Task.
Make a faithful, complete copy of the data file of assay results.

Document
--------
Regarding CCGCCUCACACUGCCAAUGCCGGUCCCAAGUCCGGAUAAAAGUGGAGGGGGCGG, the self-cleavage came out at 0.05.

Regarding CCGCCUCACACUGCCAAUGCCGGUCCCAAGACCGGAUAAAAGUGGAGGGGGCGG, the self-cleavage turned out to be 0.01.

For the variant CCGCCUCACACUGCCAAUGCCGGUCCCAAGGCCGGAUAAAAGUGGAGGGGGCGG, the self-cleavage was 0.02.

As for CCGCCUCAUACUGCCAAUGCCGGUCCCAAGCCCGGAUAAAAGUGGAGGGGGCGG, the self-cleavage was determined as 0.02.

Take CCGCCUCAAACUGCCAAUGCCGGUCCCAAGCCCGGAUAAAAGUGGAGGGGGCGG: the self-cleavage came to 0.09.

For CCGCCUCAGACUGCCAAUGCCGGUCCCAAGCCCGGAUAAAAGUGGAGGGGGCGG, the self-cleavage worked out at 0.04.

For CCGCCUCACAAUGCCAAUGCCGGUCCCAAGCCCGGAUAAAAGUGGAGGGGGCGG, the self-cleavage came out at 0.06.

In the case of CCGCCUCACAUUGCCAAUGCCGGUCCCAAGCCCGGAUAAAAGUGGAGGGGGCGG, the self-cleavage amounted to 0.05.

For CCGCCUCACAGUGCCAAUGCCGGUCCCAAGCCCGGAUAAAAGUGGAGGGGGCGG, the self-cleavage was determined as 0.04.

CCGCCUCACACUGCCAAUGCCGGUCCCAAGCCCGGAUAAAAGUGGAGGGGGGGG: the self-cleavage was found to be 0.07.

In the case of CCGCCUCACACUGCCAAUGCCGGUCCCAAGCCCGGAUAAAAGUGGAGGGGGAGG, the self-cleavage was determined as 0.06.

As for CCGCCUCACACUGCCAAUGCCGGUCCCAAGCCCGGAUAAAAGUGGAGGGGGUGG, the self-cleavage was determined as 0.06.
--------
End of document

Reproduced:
Regarding CCGCCUCACACUGCCAAUGCCGGUCCCAAGUCCGGAUAAAAGUGGAGGGGGCGG, the self-cleavage came out at 0.05.

Regarding CCGCCUCACACUGCCAAUGCCGGUCCCAAGACCGGAUAAAAGUGGAGGGGGCGG, the self-cleavage turned out to be 0.01.

For the variant CCGCCUCACACUGCCAAUGCCGGUCCCAAGGCCGGAUAAAAGUGGAGGGGGCGG, the self-cleavage was 0.02.

As for CCGCCUCAUACUGCCAAUGCCGGUCCCAAGCCCGGAUAAAAGUGGAGGGGGCGG, the self-cleavage was determined as 0.02.

Take CCGCCUCAAACUGCCAAUGCCGGUCCCAAGCCCGGAUAAAAGUGGAGGGGGCGG: the self-cleavage came to 0.09.

For CCGCCUCAGACUGCCAAUGCCGGUCCCAAGCCCGGAUAAAAGUGGAGGGGGCGG, the self-cleavage worked out at 0.04.

For CCGCCUCACAAUGCCAAUGCCGGUCCCAAGCCCGGAUAAAAGUGGAGGGGGCGG, the self-cleavage came out at 0.06.

In the case of CCGCCUCACAUUGCCAAUGCCGGUCCCAAGCCCGGAUAAAAGUGGAGGGGGCGG, the self-cleavage amounted to 0.05.

For CCGCCUCACAGUGCCAAUGCCGGUCCCAAGCCCGGAUAAAAGUGGAGGGGGCGG, the self-cleavage was determined as 0.04.

CCGCCUCACACUGCCAAUGCCGGUCCCAAGCCCGGAUAAAAGUGGAGGGGGGGG: the self-cleavage was found to be 0.07.

In the case of CCGCCUCACACUGCCAAUGCCGGUCCCAAGCCCGGAUAAAAGUGGAGGGGGAGG, the self-cleavage was determined as 0.06.

As for CCGCCUCACACUGCCAAUGCCGGUCCCAAGCCCGGAUAAAAGUGGAGGGGGUGG, the self-cleavage was determined as 0.06.